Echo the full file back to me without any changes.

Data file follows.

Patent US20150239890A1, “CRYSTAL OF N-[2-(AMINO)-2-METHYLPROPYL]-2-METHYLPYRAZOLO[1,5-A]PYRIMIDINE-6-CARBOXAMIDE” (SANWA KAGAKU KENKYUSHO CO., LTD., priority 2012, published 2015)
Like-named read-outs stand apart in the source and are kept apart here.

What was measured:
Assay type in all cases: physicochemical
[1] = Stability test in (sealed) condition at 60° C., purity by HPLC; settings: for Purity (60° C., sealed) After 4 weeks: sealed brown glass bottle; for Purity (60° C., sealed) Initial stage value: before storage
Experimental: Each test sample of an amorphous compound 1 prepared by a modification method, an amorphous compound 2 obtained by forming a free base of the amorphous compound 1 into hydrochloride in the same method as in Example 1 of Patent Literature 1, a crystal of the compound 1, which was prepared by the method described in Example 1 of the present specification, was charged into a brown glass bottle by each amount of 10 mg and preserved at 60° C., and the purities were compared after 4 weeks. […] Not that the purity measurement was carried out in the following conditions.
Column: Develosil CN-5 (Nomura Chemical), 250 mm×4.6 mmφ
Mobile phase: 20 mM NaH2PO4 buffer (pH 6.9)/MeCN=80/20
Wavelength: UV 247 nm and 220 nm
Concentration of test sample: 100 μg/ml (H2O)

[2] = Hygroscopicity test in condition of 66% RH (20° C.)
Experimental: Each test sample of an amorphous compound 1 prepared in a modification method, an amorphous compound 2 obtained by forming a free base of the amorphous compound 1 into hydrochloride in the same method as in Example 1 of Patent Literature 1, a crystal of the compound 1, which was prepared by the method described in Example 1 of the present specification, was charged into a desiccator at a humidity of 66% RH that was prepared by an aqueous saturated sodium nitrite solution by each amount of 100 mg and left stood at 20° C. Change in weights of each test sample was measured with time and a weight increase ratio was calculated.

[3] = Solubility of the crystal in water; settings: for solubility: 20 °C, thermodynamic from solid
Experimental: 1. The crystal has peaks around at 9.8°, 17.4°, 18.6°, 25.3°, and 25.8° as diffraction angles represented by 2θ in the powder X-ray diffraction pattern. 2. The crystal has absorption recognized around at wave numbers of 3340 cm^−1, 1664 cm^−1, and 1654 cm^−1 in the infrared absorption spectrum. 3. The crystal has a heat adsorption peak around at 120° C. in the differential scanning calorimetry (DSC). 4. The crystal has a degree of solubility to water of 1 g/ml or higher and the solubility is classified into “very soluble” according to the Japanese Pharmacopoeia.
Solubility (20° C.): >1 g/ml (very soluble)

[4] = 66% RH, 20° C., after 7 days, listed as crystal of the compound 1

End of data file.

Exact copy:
Patent US20150239890A1, “CRYSTAL OF N-[2-(AMINO)-2-METHYLPROPYL]-2-METHYLPYRAZOLO[1,5-A]PYRIMIDINE-6-CARBOXAMIDE” (SANWA KAGAKU KENKYUSHO CO., LTD., priority 2012, published 2015)
Like-named read-outs stand apart in the source and are kept apart here.

What was measured:
Assay type in all cases: physicochemical
[1] = Stability test in (sealed) condition at 60° C., purity by HPLC; settings: for Purity (60° C., sealed) After 4 weeks: sealed brown glass bottle; for Purity (60° C., sealed) Initial stage value: before storage
Experimental: Each test sample of an amorphous compound 1 prepared by a modification method, an amorphous compound 2 obtained by forming a free base of the amorphous compound 1 into hydrochloride in the same method as in Example 1 of Patent Literature 1, a crystal of the compound 1, which was prepared by the method described in Example 1 of the present specification, was charged into a brown glass bottle by each amount of 10 mg and preserved at 60° C., and the purities were compared after 4 weeks. […] Not that the purity measurement was carried out in the following conditions.
Column: Develosil CN-5 (Nomura Chemical), 250 mm×4.6 mmφ
Mobile phase: 20 mM NaH2PO4 buffer (pH 6.9)/MeCN=80/20
Wavelength: UV 247 nm and 220 nm
Concentration of test sample: 100 μg/ml (H2O)

[2] = Hygroscopicity test in condition of 66% RH (20° C.)
Experimental: Each test sample of an amorphous compound 1 prepared in a modification method, an amorphous compound 2 obtained by forming a free base of the amorphous compound 1 into hydrochloride in the same method as in Example 1 of Patent Literature 1, a crystal of the compound 1, which was prepared by the method described in Example 1 of the present specification, was charged into a desiccator at a humidity of 66% RH that was prepared by an aqueous saturated sodium nitrite solution by each amount of 100 mg and left stood at 20° C. Change in weights of each test sample was measured with time and a weight increase ratio was calculated.

[3] = Solubility of the crystal in water; settings: for solubility: 20 °C, thermodynamic from solid
Experimental: 1. The crystal has peaks around at 9.8°, 17.4°, 18.6°, 25.3°, and 25.8° as diffraction angles represented by 2θ in the powder X-ray diffraction pattern. 2. The crystal has absorption recognized around at wave numbers of 3340 cm^−1, 1664 cm^−1, and 1654 cm^−1 in the infrared absorption spectrum. 3. The crystal has a heat adsorption peak around at 120° C. in the differential scanning calorimetry (DSC). 4. The crystal has a degree of solubility to water of 1 g/ml or higher and the solubility is classified into “very soluble” according to the Japanese Pharmacopoeia.
Solubility (20° C.): >1 g/ml (very soluble)

[4] = 66% RH, 20° C., after 7 days, listed as crystal of the compound 1